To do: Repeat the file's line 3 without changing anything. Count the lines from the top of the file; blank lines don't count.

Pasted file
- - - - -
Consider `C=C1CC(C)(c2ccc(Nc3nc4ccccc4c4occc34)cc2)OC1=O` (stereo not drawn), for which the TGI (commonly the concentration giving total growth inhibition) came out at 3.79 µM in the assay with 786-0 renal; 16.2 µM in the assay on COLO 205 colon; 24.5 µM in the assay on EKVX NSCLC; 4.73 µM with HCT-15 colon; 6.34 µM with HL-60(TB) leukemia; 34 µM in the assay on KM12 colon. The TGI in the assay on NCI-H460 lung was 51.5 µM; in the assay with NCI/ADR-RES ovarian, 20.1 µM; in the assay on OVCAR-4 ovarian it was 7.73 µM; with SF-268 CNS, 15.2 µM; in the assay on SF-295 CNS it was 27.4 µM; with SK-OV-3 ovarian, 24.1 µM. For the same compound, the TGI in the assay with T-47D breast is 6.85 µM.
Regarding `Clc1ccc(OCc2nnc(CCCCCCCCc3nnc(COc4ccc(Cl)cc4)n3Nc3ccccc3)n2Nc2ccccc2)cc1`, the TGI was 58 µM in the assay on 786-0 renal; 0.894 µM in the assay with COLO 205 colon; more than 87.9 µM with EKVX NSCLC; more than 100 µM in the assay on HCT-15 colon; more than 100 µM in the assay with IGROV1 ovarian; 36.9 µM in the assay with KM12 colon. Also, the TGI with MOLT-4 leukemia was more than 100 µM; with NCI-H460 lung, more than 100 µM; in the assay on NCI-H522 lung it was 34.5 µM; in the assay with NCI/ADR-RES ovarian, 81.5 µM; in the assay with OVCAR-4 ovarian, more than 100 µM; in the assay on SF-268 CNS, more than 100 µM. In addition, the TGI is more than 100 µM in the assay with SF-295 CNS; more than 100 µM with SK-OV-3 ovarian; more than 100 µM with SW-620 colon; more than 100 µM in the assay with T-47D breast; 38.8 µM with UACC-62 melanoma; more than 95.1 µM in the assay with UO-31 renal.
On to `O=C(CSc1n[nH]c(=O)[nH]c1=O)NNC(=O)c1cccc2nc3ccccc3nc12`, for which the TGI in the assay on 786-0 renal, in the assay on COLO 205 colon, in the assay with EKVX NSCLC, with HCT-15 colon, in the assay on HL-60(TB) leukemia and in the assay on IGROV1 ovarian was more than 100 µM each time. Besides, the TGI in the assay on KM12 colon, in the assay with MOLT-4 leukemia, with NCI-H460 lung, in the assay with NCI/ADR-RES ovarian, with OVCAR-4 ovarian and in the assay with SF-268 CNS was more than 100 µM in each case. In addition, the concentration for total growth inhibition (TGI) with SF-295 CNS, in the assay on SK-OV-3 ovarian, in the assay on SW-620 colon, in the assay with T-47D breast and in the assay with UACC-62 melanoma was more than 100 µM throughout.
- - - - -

On to `O=C(CSc1n[nH]c(=O)[nH]c1=O)NNC(=O)c1cccc2nc3ccccc3nc12`, for which the TGI in the assay on 786-0 renal, in the assay on COLO 205 colon, in the assay with EKVX NSCLC, with HCT-15 colon, in the assay on HL-60(TB) leukemia and in the assay on IGROV1 ovarian was more than 100 µM each time. Besides, the TGI in the assay on KM12 colon, in the assay with MOLT-4 leukemia, with NCI-H460 lung, in the assay with NCI/ADR-RES ovarian, with OVCAR-4 ovarian and in the assay with SF-268 CNS was more than 100 µM in each case. In addition, the concentration for total growth inhibition (TGI) with SF-295 CNS, in the assay on SK-OV-3 ovarian, in the assay on SW-620 colon, in the assay with T-47D breast and in the assay with UACC-62 melanoma was more than 100 µM throughout.